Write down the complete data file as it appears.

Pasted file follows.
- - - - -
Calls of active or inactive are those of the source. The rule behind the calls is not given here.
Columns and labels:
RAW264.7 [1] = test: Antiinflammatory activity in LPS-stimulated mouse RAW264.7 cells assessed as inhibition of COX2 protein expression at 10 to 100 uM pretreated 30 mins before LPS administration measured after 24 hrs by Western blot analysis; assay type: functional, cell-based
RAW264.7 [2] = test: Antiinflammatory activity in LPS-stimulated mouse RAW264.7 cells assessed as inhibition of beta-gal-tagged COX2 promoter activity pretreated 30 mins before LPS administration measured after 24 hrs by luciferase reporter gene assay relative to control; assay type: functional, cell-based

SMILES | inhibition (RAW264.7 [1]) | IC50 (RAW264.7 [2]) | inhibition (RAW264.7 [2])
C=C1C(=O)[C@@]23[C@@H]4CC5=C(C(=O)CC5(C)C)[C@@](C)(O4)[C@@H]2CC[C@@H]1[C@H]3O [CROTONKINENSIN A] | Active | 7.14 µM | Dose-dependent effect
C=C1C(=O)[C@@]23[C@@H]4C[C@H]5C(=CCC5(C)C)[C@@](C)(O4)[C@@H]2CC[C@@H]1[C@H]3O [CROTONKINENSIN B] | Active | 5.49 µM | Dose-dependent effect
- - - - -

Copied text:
Calls of active or inactive are those of the source. The rule behind the calls is not given here.
Columns and labels:
RAW264.7 [1] = test: Antiinflammatory activity in LPS-stimulated mouse RAW264.7 cells assessed as inhibition of COX2 protein expression at 10 to 100 uM pretreated 30 mins before LPS administration measured after 24 hrs by Western blot analysis; assay type: functional, cell-based
RAW264.7 [2] = test: Antiinflammatory activity in LPS-stimulated mouse RAW264.7 cells assessed as inhibition of beta-gal-tagged COX2 promoter activity pretreated 30 mins before LPS administration measured after 24 hrs by luciferase reporter gene assay relative to control; assay type: functional, cell-based

SMILES | inhibition (RAW264.7 [1]) | IC50 (RAW264.7 [2]) | inhibition (RAW264.7 [2])
C=C1C(=O)[C@@]23[C@@H]4CC5=C(C(=O)CC5(C)C)[C@@](C)(O4)[C@@H]2CC[C@@H]1[C@H]3O [CROTONKINENSIN A] | Active | 7.14 µM | Dose-dependent effect
C=C1C(=O)[C@@]23[C@@H]4C[C@H]5C(=CCC5(C)C)[C@@](C)(O4)[C@@H]2CC[C@@H]1[C@H]3O [CROTONKINENSIN B] | Active | 5.49 µM | Dose-dependent effect